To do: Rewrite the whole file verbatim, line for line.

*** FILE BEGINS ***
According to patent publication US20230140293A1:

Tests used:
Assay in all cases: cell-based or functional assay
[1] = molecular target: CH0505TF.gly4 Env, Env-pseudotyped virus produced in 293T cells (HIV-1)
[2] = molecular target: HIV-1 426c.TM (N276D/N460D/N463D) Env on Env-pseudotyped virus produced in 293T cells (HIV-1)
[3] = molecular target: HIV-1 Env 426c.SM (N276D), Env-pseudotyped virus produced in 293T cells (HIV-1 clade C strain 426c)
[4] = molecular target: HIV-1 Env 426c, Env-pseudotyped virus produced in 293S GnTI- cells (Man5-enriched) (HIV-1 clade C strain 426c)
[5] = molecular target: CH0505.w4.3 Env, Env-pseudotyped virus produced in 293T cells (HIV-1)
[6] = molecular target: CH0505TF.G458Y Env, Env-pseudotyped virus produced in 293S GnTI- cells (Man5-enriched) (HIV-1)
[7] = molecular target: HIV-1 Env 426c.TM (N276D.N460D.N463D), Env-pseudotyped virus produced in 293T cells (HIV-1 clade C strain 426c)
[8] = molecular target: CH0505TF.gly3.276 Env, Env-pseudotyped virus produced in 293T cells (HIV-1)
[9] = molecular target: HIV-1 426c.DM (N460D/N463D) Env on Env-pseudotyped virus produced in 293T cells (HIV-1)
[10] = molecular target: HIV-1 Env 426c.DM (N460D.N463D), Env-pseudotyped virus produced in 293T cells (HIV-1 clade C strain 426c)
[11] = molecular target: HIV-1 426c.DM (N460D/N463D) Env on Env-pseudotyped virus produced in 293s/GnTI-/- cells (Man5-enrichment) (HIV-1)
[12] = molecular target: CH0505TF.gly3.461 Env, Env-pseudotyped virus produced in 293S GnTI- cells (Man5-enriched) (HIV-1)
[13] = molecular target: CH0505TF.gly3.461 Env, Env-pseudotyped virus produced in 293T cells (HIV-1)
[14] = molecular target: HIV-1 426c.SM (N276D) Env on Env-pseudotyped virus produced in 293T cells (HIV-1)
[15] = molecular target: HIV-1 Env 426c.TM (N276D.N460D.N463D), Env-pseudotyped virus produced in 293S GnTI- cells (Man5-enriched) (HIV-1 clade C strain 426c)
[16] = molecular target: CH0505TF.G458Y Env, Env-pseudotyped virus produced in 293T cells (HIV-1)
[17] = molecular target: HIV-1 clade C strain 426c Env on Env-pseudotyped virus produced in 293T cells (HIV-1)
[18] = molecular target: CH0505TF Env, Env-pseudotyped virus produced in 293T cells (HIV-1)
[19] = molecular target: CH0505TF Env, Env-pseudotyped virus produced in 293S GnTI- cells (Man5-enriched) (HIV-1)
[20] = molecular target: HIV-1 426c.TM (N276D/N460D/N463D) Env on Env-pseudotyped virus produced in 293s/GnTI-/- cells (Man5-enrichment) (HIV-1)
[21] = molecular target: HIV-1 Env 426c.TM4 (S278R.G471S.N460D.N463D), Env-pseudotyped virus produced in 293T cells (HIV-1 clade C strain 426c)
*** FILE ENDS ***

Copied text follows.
According to patent publication US20230140293A1:

Tests used:
Assay in all cases: cell-based or functional assay
[1] = molecular target: CH0505TF.gly4 Env, Env-pseudotyped virus produced in 293T cells (HIV-1)
[2] = molecular target: HIV-1 426c.TM (N276D/N460D/N463D) Env on Env-pseudotyped virus produced in 293T cells (HIV-1)
[3] = molecular target: HIV-1 Env 426c.SM (N276D), Env-pseudotyped virus produced in 293T cells (HIV-1 clade C strain 426c)
[4] = molecular target: HIV-1 Env 426c, Env-pseudotyped virus produced in 293S GnTI- cells (Man5-enriched) (HIV-1 clade C strain 426c)
[5] = molecular target: CH0505.w4.3 Env, Env-pseudotyped virus produced in 293T cells (HIV-1)
[6] = molecular target: CH0505TF.G458Y Env, Env-pseudotyped virus produced in 293S GnTI- cells (Man5-enriched) (HIV-1)
[7] = molecular target: HIV-1 Env 426c.TM (N276D.N460D.N463D), Env-pseudotyped virus produced in 293T cells (HIV-1 clade C strain 426c)
[8] = molecular target: CH0505TF.gly3.276 Env, Env-pseudotyped virus produced in 293T cells (HIV-1)
[9] = molecular target: HIV-1 426c.DM (N460D/N463D) Env on Env-pseudotyped virus produced in 293T cells (HIV-1)
[10] = molecular target: HIV-1 Env 426c.DM (N460D.N463D), Env-pseudotyped virus produced in 293T cells (HIV-1 clade C strain 426c)
[11] = molecular target: HIV-1 426c.DM (N460D/N463D) Env on Env-pseudotyped virus produced in 293s/GnTI-/- cells (Man5-enrichment) (HIV-1)
[12] = molecular target: CH0505TF.gly3.461 Env, Env-pseudotyped virus produced in 293S GnTI- cells (Man5-enriched) (HIV-1)
[13] = molecular target: CH0505TF.gly3.461 Env, Env-pseudotyped virus produced in 293T cells (HIV-1)
[14] = molecular target: HIV-1 426c.SM (N276D) Env on Env-pseudotyped virus produced in 293T cells (HIV-1)
[15] = molecular target: HIV-1 Env 426c.TM (N276D.N460D.N463D), Env-pseudotyped virus produced in 293S GnTI- cells (Man5-enriched) (HIV-1 clade C strain 426c)
[16] = molecular target: CH0505TF.G458Y Env, Env-pseudotyped virus produced in 293T cells (HIV-1)
[17] = molecular target: HIV-1 clade C strain 426c Env on Env-pseudotyped virus produced in 293T cells (HIV-1)
[18] = molecular target: CH0505TF Env, Env-pseudotyped virus produced in 293T cells (HIV-1)
[19] = molecular target: CH0505TF Env, Env-pseudotyped virus produced in 293S GnTI- cells (Man5-enriched) (HIV-1)
[20] = molecular target: HIV-1 426c.TM (N276D/N460D/N463D) Env on Env-pseudotyped virus produced in 293s/GnTI-/- cells (Man5-enrichment) (HIV-1)
[21] = molecular target: HIV-1 Env 426c.TM4 (S278R.G471S.N460D.N463D), Env-pseudotyped virus produced in 293T cells (HIV-1 clade C strain 426c)